This is the 2nd post in a series of posts about our Nonfiction Unit. To read my first post, please click here.
In my previous post, I shared a photo of our class bulletin board where students post note-taking examples that their classmates can use as mentors. Below are a few close-ups of some note-taking examples that students have posted so far. These are the forms of note-taking that students chose to use while reading their text during independent reading or while actively listening during read aloud. I taught and modeled various note-taking strategies and we have practiced how to choose a form of note-taking that best organizes the information. We learned that note-taking is a tool and that we need to choose the best tool to match the text we are reading, just like we choose a hammer to put a nail into a wall or a staple remover to remove a staple in papers.
As students use different forms of note-taking, they are posting them on our bulletin board and sharing their reasoning behind using the form they chose. They are learning from one another and using each other as mentors - such powerful learning! You will notice that students use colored pencils while they take notes - this not only gives them the ability to color-code, but also inspires them to take notes and write in their notebooks! They use colored pencils throughout their reader's notebook, not just for note-taking in our nonfiction unit, but throughout all units and all sections of their reader's notebook.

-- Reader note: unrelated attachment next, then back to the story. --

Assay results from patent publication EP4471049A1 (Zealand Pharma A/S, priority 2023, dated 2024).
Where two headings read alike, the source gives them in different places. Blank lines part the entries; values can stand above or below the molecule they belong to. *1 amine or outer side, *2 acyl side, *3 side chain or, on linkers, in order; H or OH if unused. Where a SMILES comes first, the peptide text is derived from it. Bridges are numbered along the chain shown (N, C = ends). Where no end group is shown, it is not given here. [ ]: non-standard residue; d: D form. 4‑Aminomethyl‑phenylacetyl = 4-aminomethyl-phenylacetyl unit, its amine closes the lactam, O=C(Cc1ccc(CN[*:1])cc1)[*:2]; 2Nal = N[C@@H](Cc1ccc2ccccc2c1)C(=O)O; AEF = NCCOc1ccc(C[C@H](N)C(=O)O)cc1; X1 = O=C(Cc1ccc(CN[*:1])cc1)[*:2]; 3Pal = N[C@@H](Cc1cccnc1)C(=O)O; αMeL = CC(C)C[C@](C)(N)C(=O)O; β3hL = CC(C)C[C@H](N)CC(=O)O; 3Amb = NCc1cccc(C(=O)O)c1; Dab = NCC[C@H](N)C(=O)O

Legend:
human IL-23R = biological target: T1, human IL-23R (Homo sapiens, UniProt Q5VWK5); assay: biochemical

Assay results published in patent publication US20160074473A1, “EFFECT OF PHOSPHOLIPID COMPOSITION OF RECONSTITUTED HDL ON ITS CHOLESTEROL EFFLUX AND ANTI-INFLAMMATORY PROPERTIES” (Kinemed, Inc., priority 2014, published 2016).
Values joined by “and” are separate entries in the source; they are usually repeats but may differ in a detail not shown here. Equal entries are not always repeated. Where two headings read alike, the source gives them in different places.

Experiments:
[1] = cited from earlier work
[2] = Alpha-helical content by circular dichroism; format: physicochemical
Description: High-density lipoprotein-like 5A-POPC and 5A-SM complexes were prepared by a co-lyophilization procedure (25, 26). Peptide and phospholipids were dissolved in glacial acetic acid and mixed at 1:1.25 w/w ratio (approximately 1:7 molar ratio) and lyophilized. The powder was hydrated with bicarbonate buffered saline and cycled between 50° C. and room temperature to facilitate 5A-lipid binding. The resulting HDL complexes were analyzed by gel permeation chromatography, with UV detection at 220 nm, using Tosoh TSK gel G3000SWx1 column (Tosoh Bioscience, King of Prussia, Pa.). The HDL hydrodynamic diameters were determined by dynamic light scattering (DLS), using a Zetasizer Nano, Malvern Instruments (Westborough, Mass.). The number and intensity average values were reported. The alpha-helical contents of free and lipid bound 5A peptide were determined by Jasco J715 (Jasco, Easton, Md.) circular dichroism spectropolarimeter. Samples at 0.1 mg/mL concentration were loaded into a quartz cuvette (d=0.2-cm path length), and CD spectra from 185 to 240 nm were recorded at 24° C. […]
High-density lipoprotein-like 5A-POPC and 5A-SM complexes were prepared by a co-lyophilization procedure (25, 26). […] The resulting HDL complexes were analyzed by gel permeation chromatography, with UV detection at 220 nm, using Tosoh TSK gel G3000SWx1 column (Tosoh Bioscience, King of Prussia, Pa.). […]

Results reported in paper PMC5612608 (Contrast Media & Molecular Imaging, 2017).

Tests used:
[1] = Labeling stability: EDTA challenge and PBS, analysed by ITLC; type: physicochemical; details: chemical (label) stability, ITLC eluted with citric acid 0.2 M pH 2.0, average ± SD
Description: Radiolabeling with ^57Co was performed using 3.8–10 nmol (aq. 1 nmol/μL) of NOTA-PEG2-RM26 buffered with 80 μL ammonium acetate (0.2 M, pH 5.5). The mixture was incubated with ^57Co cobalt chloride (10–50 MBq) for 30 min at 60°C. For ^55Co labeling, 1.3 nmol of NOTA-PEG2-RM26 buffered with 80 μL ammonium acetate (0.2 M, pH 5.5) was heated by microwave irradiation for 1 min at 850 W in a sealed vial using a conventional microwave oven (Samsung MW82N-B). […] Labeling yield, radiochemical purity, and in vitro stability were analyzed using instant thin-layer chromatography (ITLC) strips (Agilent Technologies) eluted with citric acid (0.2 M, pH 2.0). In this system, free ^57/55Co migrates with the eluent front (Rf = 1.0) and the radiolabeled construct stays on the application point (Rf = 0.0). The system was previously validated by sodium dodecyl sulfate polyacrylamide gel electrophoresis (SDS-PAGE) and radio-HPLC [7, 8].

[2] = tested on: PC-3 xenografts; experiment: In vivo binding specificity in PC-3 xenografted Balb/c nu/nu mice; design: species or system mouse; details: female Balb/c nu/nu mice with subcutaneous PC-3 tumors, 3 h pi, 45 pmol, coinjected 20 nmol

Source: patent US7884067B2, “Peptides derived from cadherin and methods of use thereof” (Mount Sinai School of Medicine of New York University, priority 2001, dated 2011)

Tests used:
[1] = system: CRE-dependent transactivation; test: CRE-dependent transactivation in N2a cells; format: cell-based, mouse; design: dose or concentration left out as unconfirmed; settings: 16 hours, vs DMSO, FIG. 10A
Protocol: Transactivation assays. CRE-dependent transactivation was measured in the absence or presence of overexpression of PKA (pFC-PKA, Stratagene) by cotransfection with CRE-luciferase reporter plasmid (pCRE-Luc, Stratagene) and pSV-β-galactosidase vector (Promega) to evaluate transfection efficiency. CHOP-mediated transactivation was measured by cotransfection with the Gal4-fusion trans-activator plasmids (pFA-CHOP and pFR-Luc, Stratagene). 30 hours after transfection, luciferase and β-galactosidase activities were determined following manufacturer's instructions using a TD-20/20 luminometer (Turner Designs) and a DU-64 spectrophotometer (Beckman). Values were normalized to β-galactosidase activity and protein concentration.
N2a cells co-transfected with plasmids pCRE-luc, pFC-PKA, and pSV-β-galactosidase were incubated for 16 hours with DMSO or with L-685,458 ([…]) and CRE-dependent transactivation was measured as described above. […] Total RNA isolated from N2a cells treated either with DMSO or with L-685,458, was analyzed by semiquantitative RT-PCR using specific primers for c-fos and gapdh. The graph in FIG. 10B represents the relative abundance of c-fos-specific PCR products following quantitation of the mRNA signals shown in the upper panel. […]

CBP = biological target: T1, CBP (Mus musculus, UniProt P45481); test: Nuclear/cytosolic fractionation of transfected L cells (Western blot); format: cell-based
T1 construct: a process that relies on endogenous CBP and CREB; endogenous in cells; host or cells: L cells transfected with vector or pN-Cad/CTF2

|This student chose to use a flow-chart to show the Problems/Solutions in their text|
|This student chose to create organized boxes to jot down information about her topic|
|This student chose to use a T-Chart to clearly show the differences between Dolphins and Sharks as we read Shark or Dolphin? by Melissa Stewart|
|This student chose to draw the life cycle of a penguin as he read about the sequence in his text|
Happy Note-Taking! :)
I am really enjoying your posts on nonfiction lately. I have been trying to use more nonfiction pieces with my 6th graders, but am really struggling finding substantial pieces -- selections that are good models of different text structures and have depth of content for sixth grade readers. Where are you getting your nonfiction texts? What grade students are you working with? I think I missed that along the way. Thanks!ReplyDelete
Thank you - I'm glad you are enjoying them and finding them helpful! I am a bookaholic so I'm constantly looking for different texts, both fiction and nonfiction, and I read a ton! I teach 5th grade so these examples are all from 5th graders. I will be posting more about our nonfiction unit so stay tuned :)Delete
A couple questions...ReplyDelete
How do the kids choose their book? Are they reading the info with a certain goal in mind, like gathering info to do a writing piece later, or are they simply reading for pleasure (and analysis) as they would with fiction?
And did I miss what the different color writing signifies?
I'm starting my nonfiction unit Monday and I want to use some of your ideas.
I love your blog- thanks for the practical but inspiring ideas!
They choose their own books - of course I am always recommending books to them! They are taking notes and reading with their purpose in mind for what they want to learn. They will begin working in mini research clubs this month and will begin to focus their reading around one issue to become an "expert" on and take a stance on. They will present their learning to the class and will also write argumentative essays too.Delete
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